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Elementary Curriculum Planning Worksheet

Susan Wise Bauer
Susan Wise Bauer

Download and print out the worksheet linked below, taken from The Well-Trained Mind, Fourth Edition, to begin planning out your elementary (grammar stage) years of study.

Elementary Grades Curriculum Planning Worksheet

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Susan Wise Bauer

Susan Wise Bauer is an educator, writer, and historian. She is the co-author of The Well-Trained Mind: A Guide to Classical Education at Home (now in its fourth edition), and the author of (among others) The Well- Educated Mind, The Story of Western Science, the Story of the World series, the History of the World series, the elementary series Writing With Ease, and the pre-rhetoric series Writing With Skill. Susan was home educated through high school and has taught all four of her children at home. She has a B.A. and M.A. in English language and literature, an M.Div., and a Ph.D. in the history of American religion from the College of William and Mary in Virginia, where she taught writing and literature for over fifteen years.

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6 thoughts on “Elementary Curriculum Planning Worksheet”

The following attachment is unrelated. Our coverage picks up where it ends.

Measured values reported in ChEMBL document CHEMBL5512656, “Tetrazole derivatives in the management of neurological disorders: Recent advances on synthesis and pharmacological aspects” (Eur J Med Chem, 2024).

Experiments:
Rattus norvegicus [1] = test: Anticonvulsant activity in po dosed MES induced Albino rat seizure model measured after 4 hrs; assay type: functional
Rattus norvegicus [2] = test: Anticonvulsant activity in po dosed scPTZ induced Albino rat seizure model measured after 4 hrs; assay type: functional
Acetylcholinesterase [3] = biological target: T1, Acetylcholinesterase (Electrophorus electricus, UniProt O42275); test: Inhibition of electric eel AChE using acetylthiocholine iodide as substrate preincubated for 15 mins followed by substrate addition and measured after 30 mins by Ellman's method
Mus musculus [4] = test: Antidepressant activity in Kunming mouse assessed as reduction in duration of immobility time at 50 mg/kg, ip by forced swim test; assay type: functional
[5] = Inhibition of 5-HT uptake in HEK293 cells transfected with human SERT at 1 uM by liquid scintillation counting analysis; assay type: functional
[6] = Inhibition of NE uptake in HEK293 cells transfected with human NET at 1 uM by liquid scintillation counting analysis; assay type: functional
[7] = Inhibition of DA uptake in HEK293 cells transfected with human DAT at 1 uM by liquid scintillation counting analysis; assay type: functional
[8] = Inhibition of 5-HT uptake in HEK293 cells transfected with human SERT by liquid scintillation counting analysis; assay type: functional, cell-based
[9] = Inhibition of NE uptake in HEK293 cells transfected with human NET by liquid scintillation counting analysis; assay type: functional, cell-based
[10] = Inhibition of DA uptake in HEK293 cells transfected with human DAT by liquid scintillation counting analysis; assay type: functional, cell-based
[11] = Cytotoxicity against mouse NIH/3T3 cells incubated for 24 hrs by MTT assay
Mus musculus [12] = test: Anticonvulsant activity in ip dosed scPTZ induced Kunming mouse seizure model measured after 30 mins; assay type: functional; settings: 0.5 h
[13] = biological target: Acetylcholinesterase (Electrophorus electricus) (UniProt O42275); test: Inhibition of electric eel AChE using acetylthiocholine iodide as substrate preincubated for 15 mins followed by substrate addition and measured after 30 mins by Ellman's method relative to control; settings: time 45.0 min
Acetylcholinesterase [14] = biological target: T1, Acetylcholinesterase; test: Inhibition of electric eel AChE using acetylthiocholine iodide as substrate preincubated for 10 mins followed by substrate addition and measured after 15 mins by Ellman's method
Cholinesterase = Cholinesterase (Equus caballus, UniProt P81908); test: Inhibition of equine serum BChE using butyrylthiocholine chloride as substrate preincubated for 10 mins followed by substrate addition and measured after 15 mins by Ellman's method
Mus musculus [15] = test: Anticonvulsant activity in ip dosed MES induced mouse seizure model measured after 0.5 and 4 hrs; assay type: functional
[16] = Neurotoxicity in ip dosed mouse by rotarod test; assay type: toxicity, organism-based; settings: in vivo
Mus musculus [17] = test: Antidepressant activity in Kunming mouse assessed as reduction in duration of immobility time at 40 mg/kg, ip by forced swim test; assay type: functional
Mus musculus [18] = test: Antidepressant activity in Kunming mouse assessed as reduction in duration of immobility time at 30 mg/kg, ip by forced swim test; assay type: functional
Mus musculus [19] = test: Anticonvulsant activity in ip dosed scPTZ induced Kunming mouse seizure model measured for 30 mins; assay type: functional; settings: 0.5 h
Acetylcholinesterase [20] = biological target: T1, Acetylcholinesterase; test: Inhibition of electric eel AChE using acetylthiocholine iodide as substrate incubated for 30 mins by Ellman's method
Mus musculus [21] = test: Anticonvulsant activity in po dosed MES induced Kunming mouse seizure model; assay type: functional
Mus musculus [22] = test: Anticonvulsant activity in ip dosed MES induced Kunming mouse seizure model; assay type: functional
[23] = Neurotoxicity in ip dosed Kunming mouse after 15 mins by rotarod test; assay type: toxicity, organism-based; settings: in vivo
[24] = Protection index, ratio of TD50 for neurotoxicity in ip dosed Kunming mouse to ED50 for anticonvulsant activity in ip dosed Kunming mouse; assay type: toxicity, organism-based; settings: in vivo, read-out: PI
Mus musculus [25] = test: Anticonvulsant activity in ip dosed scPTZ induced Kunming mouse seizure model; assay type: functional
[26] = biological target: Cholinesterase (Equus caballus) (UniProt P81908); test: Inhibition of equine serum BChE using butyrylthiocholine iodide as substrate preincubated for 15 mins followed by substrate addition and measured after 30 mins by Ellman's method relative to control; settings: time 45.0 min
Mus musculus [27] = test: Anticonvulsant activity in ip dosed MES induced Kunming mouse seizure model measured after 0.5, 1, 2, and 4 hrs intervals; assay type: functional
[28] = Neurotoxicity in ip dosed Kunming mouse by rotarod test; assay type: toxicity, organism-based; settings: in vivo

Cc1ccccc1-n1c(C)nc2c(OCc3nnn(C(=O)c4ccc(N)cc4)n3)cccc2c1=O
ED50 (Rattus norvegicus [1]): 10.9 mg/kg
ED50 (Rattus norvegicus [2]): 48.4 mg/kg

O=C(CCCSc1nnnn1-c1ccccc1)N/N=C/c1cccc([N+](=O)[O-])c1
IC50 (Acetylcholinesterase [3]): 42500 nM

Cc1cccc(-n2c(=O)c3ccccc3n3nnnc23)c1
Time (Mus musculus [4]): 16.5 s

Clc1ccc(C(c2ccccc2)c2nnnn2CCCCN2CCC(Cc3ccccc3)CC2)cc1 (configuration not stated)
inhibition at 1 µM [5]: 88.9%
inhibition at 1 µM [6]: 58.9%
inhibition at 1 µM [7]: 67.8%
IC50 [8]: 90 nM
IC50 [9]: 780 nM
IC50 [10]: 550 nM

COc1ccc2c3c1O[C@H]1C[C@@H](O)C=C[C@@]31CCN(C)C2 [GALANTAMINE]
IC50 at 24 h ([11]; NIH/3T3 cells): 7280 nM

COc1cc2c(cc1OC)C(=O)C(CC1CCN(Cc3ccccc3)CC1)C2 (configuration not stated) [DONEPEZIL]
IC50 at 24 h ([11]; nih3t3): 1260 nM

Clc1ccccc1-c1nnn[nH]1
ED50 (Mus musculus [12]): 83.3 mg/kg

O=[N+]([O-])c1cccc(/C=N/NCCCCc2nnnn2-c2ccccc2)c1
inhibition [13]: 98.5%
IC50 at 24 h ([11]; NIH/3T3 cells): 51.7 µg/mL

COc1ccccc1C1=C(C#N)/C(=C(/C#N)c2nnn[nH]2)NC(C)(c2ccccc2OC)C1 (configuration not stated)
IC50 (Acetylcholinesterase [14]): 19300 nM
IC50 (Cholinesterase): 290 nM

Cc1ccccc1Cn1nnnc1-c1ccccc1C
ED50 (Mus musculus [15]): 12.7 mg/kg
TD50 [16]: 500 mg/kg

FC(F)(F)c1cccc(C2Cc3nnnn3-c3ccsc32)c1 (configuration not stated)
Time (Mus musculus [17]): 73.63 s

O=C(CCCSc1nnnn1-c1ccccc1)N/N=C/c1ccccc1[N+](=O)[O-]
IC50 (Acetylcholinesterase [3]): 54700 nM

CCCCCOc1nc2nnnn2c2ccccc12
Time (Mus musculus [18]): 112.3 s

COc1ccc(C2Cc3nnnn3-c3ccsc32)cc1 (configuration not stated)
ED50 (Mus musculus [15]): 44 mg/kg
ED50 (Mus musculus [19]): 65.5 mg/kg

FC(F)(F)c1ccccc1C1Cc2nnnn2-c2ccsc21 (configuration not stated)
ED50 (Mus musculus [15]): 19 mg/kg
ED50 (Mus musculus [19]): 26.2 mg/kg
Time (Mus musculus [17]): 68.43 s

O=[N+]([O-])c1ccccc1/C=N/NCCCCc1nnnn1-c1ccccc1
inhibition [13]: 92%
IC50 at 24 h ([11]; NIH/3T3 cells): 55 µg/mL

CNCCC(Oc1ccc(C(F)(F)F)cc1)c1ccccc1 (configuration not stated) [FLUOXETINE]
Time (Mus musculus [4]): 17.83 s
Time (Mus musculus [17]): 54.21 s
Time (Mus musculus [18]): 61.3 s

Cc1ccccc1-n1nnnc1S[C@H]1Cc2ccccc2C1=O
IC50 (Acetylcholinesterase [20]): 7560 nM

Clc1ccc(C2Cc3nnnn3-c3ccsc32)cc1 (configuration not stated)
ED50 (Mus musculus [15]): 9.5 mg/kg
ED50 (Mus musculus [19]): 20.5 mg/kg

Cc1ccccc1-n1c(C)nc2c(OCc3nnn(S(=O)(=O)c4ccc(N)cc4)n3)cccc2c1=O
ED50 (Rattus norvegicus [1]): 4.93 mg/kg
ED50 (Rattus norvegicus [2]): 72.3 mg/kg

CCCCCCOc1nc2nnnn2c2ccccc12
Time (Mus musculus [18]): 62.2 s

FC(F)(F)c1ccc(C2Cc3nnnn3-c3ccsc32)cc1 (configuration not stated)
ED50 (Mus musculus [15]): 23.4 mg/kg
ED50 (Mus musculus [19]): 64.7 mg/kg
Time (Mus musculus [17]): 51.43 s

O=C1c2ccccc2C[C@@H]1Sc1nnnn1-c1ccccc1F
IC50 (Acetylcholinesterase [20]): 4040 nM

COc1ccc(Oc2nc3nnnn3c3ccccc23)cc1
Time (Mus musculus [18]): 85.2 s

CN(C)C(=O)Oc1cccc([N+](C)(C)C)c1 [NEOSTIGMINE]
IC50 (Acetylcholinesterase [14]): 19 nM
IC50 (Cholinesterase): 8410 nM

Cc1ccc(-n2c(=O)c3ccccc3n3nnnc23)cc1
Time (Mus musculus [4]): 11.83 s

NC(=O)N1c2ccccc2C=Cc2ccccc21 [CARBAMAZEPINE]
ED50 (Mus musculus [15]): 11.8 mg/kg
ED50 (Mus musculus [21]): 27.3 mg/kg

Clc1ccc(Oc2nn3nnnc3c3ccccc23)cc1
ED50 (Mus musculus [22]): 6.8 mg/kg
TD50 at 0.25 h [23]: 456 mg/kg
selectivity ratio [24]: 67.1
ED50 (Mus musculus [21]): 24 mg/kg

• Hi, Margaret and Elsie–we didn’t want to put that up because it is JUST a sample and should be customized/changed by every family to suit maturity, interests, etc. Putting it up makes it look as though it’s the ONLY way to do things, particularly for web readers who haven’t read the book and don’t understand the overall philosophy. Hope that makes sense. You are, of course, welcome to photocopy it–just be sure to mark it up (and change it up!).

  1. I need some help with the “Reading Skills: Instructional Level” reading. I’ve read the big book several times, looked for a suggested list, but I don’t see much help for the Instructional Level reading. I’m assuming the At-level is where my child is, and Below-level are the easier books for her. But what should I be reading for the Instructional Level?
    Thanks for any help!

    • The instructional level reading is the reading they do in the context of a phonics lesson – they are taught a phonics rule and then they practice it within the lesson. For example, Lesson 89 in The Ordinary Parent’s Guide to Reading teaches the vowel pair EE. The student works on reading words with that vowel pair (seed, creep, and so on) and then reads a ten-sentence story using many of those words. That would be instructional reading, along with any primers that emphasize the recently learned rules.


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